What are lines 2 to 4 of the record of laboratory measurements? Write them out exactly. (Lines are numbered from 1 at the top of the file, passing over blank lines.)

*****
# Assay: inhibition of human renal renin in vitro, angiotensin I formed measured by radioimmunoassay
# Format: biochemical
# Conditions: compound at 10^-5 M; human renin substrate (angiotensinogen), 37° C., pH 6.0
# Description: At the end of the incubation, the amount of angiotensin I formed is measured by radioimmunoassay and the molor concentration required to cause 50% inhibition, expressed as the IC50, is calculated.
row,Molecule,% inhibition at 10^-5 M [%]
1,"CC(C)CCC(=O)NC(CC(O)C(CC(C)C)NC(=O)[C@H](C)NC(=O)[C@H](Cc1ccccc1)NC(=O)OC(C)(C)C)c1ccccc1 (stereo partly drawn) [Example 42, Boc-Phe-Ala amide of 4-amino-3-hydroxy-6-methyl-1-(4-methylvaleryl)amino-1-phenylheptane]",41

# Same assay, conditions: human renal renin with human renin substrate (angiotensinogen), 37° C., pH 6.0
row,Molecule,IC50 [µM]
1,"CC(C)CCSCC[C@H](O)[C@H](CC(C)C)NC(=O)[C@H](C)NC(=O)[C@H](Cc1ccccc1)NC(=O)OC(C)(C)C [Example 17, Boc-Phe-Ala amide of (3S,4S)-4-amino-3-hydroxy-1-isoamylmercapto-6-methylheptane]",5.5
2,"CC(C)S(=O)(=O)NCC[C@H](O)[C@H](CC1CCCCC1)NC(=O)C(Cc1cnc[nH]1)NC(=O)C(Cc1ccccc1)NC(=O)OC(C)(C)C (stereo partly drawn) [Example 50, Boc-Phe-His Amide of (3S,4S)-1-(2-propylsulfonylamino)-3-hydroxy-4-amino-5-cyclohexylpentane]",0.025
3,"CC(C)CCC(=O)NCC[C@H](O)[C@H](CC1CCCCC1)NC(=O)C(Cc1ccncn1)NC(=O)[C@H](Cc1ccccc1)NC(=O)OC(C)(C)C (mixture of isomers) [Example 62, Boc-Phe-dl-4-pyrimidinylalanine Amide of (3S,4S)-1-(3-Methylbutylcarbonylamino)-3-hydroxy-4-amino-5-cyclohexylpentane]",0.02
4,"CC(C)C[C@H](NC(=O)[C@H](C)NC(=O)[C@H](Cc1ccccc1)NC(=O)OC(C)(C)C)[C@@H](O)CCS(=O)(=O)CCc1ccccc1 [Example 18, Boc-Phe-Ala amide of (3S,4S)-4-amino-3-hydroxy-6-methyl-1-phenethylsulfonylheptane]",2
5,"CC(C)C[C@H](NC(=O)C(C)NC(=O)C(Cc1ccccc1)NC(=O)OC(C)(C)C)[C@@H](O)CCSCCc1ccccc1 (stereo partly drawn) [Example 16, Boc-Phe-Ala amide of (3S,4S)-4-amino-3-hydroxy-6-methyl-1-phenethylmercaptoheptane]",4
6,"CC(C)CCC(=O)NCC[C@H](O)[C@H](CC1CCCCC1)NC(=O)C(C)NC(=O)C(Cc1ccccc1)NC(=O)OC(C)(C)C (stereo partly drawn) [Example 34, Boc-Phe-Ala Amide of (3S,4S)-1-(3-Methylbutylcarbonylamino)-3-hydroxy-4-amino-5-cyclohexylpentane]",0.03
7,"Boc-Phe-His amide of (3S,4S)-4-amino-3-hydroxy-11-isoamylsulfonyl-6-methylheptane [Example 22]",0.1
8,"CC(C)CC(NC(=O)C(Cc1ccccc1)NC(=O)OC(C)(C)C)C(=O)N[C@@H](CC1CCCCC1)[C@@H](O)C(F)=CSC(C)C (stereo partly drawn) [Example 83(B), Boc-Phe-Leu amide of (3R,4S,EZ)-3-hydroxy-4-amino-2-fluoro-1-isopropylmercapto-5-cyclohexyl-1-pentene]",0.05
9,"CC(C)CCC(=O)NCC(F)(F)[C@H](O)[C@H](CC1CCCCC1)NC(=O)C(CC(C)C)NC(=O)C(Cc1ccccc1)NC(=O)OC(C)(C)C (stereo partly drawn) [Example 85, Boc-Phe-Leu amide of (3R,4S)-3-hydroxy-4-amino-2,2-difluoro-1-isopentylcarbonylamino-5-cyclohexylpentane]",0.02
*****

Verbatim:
# Format: biochemical
# Conditions: compound at 10^-5 M; human renin substrate (angiotensinogen), 37° C., pH 6.0
# Description: At the end of the incubation, the amount of angiotensin I formed is measured by radioimmunoassay and the molor concentration required to cause 50% inhibition, expressed as the IC50, is calculated.